Basically however you slice it, you need a way to have two operating systems installed. Whether they're squirreled away in a BTRFS snapshot or unpacked as hard links is really an implementation detail.
The *real* challenges are around configuration management, how you present this to the system administrator, etc. For example, it's clearly desirable if the system software management tool can tell you stuff like "you have N OS images installed, the additional snapshots are taking up XX megabytes of disk space compared to the current".
To do that kind of thing, you need something aware of *both* the rpm/deb state and the BTRFS state.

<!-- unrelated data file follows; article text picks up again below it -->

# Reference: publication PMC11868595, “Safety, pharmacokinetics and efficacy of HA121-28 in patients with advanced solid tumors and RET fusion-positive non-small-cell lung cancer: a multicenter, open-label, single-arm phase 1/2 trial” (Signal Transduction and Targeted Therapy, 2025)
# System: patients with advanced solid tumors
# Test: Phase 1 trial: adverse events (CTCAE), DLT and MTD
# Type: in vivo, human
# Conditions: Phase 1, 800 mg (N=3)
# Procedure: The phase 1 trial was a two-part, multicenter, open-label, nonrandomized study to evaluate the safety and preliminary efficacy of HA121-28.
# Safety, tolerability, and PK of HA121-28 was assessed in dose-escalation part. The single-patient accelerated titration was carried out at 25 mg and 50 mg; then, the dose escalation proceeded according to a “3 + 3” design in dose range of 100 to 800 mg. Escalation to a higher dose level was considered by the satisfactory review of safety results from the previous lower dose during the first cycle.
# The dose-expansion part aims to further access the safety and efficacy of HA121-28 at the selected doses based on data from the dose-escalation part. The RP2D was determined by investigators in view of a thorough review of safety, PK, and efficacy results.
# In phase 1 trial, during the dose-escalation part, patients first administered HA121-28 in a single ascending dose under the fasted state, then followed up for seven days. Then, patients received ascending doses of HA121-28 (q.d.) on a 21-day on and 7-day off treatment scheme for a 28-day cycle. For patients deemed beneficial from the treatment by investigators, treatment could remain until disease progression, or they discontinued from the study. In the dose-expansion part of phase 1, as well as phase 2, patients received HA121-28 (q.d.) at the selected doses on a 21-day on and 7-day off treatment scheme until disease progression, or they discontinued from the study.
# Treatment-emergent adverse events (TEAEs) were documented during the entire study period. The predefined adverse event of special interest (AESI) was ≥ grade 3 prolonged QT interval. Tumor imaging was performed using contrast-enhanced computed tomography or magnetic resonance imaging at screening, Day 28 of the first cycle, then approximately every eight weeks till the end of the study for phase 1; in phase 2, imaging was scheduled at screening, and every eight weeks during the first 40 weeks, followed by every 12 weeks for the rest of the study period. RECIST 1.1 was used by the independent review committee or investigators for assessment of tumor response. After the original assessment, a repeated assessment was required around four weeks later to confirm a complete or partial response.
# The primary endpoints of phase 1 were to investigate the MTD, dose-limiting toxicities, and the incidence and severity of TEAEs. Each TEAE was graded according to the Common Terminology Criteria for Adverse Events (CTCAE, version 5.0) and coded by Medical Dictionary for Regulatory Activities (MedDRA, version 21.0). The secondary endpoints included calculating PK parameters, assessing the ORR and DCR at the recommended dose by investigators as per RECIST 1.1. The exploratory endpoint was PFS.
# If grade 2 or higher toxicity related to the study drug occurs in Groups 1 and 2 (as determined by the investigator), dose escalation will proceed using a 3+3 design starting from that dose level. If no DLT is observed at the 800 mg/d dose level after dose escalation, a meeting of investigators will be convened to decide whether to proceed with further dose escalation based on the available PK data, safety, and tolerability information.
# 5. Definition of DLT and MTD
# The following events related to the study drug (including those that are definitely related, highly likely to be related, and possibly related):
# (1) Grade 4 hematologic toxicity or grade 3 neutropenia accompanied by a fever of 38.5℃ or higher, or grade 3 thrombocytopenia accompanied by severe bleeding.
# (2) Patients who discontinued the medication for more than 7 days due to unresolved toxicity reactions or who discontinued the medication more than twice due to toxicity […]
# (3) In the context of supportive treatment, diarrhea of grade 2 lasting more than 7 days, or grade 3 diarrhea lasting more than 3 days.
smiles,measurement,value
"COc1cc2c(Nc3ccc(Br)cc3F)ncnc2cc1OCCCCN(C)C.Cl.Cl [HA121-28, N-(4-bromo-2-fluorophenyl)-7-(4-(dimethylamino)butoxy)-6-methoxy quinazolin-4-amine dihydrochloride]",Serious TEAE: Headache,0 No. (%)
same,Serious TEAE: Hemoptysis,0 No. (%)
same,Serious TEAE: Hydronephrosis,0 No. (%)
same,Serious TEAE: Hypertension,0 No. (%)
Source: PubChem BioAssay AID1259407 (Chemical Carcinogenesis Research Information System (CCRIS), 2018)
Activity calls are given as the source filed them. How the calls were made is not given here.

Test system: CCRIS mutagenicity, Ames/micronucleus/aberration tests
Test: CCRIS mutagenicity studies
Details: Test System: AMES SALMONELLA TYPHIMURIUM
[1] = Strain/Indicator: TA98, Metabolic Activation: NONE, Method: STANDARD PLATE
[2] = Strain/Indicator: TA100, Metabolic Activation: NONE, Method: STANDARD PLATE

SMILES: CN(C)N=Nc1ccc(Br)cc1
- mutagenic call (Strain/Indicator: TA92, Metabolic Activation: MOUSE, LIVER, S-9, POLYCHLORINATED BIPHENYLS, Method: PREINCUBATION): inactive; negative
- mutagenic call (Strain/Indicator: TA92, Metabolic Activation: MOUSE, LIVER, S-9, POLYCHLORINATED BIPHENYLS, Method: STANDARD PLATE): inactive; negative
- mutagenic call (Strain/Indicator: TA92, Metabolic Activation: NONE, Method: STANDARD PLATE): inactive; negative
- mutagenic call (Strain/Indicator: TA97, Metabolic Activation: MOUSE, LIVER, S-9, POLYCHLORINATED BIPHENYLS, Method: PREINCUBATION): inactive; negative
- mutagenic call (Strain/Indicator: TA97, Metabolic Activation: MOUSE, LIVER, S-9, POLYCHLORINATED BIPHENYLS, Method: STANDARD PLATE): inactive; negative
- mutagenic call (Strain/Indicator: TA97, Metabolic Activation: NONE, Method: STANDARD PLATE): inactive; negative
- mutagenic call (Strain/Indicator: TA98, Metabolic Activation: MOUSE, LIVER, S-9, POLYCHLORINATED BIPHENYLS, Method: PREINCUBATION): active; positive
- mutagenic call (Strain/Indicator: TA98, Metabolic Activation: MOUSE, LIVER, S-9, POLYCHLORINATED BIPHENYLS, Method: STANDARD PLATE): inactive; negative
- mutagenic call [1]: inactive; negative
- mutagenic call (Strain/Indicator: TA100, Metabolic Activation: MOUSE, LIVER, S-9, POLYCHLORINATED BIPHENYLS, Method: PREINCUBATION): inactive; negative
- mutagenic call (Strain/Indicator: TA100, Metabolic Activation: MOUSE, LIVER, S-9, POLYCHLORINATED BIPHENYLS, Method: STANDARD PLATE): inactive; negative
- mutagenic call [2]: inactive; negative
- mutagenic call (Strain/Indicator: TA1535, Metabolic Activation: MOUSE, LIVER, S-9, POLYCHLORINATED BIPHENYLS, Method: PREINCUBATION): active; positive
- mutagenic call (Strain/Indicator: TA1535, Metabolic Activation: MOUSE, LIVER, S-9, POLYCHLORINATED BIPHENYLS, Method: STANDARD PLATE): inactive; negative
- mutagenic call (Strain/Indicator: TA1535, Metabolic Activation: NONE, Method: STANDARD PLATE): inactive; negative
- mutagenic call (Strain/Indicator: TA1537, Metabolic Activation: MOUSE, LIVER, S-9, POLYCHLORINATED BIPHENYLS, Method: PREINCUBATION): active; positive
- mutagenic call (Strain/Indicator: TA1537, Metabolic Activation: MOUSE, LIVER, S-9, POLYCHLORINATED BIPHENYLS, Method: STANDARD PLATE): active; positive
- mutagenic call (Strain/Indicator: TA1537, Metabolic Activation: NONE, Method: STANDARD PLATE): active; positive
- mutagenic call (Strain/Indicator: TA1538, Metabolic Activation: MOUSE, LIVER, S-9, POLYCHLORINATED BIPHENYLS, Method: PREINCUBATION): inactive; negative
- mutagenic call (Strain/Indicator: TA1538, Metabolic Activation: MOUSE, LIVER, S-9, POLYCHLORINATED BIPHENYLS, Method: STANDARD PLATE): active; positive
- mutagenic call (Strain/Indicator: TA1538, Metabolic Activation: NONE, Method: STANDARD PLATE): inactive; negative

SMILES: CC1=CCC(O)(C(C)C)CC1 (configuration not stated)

Furthermore, one huge advantage of the current OSTree design (that I need to promote more on the wiki) is that it parallel installs inside your existing distribution - you don't need to switch disk formats. All you sacrifice is disk space.
You don't have access to that package of bioinformatics software in the latest GNOME OS? No problem, reboot into your regular host distribution and use it. Switch back when you want to see the latest GNOME.